In November we had two requests from plant owners to temporarily house and maintain plants for them. One batch of plants has arrived and is now housed in the shade house and pavilion.
We started a new season of selling plants at the slaughterhouse on Fridays every fortnight. The first time we sold one plant and 8 bags of herbs (4 White Cinnamon and 4 Basil) – which was not bad for a market with around 15 to 20 customers in total. A modest start with some good learning points, like: people come to buy food, not ornamental plants. Smelling and tasting the merchandise convinces people. We got a couple of requests for herb plants like mint, thyme, oregano and rosemary – which we just happened to have started propagating.
A start was made creating a list of maintenance tasks in the garden, with planning for frequency and resource use.
Having a botanical garden implies that the garden has a greater diversity of habitats and ecosystems then would normally occur at that particular location (our 5 ha of easterly volcano slope). This means going against what nature would create and evolve there by default. Permaculture design should be able to contribute to minimising the maintenance burden of the botanical garden. Still, developing the required infrastructure for several different habitats is likely to take substantial resources and time. After nearly 15 years since being established the garden has developed its own character, where some plants are thriving in certain locations while suffering in others. Some habitats seem successfully established, while others need major overhaul. Particular attention needs to be payed to soil conditions, ground cover, sun & wind exposure. Some habitats are overdue for adjusting, like the areas catering to drought tolerant plants like cacti and succulent are probably too wet and the soil too rich, while many places in the garden have a rather ambiguous definition, where plants make do with an environment that is less then optimal. We have plenty of information about the different vegetation zones on the island, but this is only minimally reflected in how the garden is set up. In general the garden is set up according to functions like: sense experience, entertainment for children, historical interest (planned), fruit, culinary and medicinal herbs. Its very hard to recognise the different vegetation zones that exist on the island, like elfin forest, deciduous forest, dry evergreen forest etc. These vegetation zones should be leading in further development of the garden as a botanical garden to serve its function of safeguarding (and if possible: develop) biodiversity and informing and educating the public about conserving and managing natural resources.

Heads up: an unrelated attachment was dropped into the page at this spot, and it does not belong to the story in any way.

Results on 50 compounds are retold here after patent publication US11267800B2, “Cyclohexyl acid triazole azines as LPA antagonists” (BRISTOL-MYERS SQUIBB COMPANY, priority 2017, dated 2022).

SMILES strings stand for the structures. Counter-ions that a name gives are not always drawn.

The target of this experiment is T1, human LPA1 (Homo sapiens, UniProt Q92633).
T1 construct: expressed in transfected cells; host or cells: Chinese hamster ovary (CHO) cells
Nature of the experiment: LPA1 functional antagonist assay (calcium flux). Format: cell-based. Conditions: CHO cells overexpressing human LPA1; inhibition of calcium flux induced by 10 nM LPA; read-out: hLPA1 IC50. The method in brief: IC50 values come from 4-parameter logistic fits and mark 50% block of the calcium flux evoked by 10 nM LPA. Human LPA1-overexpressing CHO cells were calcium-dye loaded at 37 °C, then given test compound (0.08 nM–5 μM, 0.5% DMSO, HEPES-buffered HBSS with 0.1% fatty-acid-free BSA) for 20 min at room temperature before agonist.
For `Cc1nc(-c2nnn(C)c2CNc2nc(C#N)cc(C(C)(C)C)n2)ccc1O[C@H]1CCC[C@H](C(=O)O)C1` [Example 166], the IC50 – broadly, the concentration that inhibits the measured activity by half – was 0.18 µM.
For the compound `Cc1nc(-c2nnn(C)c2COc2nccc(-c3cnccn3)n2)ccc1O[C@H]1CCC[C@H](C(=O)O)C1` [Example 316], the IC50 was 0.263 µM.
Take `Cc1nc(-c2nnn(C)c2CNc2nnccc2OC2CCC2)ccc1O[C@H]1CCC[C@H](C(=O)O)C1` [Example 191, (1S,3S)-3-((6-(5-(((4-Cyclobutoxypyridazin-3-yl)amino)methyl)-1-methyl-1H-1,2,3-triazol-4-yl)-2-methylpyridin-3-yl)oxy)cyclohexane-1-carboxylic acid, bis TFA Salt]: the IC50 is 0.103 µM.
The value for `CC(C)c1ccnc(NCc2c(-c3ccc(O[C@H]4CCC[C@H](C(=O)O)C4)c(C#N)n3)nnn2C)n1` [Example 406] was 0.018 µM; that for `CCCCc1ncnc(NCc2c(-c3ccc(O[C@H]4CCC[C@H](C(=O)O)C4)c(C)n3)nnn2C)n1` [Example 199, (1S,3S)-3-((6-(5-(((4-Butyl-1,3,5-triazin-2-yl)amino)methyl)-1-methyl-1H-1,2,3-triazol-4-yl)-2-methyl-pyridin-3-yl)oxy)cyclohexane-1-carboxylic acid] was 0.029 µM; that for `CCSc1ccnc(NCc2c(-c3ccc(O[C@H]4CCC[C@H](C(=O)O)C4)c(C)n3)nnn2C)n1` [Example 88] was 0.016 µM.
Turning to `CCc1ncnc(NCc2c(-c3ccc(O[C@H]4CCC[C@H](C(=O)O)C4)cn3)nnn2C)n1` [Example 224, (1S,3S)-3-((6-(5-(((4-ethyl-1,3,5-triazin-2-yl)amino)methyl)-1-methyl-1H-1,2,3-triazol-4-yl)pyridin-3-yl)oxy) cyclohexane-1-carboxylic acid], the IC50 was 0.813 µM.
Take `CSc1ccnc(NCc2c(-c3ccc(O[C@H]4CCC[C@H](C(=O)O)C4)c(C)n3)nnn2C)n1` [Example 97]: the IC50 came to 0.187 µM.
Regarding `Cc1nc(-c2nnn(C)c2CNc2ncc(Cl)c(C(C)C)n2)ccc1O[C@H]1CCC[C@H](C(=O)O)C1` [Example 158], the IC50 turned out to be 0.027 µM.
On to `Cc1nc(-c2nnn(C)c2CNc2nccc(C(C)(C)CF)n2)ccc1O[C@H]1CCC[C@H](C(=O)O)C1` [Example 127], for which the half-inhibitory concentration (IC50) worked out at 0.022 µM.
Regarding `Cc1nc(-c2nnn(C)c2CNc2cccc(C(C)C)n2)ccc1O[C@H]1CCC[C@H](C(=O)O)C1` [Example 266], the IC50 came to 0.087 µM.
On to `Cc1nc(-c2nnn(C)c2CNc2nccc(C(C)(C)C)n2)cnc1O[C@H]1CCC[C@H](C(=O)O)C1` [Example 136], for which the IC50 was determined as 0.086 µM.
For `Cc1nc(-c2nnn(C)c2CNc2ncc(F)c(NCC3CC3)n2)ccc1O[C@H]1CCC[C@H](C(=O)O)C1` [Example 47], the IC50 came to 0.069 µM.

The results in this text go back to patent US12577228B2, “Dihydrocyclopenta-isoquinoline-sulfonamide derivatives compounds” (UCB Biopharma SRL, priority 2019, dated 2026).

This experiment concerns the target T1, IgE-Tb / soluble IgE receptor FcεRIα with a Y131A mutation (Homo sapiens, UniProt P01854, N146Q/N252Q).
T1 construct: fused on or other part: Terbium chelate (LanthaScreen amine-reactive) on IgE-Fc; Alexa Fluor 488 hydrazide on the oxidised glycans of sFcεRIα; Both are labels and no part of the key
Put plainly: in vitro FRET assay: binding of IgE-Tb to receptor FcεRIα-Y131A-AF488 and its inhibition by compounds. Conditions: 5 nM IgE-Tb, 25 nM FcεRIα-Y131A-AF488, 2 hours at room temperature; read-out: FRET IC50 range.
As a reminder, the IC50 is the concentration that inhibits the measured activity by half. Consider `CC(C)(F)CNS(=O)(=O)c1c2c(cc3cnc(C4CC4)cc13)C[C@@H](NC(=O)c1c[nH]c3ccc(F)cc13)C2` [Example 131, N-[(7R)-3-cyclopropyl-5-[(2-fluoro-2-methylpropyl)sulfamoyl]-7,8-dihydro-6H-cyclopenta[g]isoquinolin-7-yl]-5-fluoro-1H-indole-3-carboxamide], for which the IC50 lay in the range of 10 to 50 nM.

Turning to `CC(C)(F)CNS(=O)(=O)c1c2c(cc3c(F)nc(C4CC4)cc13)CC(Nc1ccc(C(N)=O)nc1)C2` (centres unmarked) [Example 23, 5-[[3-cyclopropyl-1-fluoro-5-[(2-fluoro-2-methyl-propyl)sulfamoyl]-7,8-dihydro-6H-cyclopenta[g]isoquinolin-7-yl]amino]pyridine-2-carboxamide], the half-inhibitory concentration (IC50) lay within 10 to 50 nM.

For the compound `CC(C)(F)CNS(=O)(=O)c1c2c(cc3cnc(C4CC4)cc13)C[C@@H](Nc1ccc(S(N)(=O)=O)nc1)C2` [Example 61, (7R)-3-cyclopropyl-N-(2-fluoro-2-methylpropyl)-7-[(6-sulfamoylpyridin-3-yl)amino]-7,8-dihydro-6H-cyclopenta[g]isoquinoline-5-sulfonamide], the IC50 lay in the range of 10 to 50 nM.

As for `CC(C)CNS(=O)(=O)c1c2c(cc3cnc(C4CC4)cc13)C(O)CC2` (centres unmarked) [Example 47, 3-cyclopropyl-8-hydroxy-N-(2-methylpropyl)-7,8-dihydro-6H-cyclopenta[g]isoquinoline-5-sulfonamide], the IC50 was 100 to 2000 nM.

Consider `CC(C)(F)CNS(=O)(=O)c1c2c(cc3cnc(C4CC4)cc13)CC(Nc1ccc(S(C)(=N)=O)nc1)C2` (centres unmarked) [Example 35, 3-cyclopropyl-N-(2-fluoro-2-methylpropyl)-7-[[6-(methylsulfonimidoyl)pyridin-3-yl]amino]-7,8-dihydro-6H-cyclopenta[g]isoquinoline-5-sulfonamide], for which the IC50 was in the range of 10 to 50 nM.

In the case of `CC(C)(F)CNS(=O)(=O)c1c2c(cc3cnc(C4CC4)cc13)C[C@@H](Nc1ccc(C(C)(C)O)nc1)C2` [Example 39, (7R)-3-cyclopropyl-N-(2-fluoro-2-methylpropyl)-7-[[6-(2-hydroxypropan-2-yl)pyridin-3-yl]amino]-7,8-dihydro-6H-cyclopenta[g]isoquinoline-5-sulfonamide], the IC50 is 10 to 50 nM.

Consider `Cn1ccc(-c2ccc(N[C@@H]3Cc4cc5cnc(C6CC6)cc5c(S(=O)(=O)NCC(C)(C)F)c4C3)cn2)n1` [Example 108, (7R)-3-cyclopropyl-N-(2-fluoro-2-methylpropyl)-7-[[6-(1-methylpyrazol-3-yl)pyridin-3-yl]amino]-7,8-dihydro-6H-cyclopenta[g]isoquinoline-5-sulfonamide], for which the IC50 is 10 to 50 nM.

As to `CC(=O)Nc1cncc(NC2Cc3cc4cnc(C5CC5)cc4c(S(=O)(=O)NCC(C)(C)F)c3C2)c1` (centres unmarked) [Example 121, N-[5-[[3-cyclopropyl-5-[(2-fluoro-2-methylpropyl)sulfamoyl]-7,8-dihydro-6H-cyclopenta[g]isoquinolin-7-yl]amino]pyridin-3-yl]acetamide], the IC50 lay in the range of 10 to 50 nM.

The maintenance plan can be used to identify the tasks needed and plan the deployment of labour and other resources. It can be used to derive budgets and financial planning. Development of the maintenance plan will be an ongoing project, welcoming input from all stakeholders.
Interns & PinR
One candidate intern, Sheila de Leeuw 3rd year student Tropische Bosbouw at Hogeschool Van Hall Larenstein in Velp is still keen to come early February 2014 and stay till July. She can provide a smooth transition to the PinR period from April till September 2014.
Other candidate interns apply regularly.
We have a permie couple who have applied for the position of PinR for a limited time: Martin Gianinni and his partner form Ireland/Poland. This couple of permanauts would be a great asset to the garden. We are in negotiation about all the ins and outs of the position. Meanwhile we are actively recruiting both in The Netherlands and in Europe.
Courses and workshops
It’s very quiet at the moment on the education front. We’d love to organise some courses for overseas participants in the region. Both agricultural organisations and a newly formed Caribbean Botanical Garden Network have shown interest. However given the deluge of crisis and failing infrastructure issues to be solved first we didn’t get around to this particular task. Any organisational volunteers are most welcome to contact me.
In the course of volunteers and interns coming to the garden to work we do attempt to insert a bit of permaculture education. E.g. learning how to survey the landscape and mark out contours to be used as the basis for planting, ditches (swales) or pathways. Or learning about companion planting (moringa and passion fruit) or sheet mulching.
We started work on designing a couple of displays explaining the PinR program and the renovation of the visitor center.
When we had a chat with Gregory Pieters of Dutch Plumbing it turned out he is a beekeeper and has a property ‘next door’ with an existing beehive. He is interested in looking after bees in the botanical gardens. A first job has already appeared, when it turned out that we have a small group of bees living in one of the car tyres in the Children’s Garden. The garden needs bees, but the bees need to be well maintained. Mr Pieters may be able to provide an essential service in this field.
The saddest news in November was that Ira Walker passed away. Liberated from a long and hard struggle with his health. His experience and wisdom will be missed in the garden.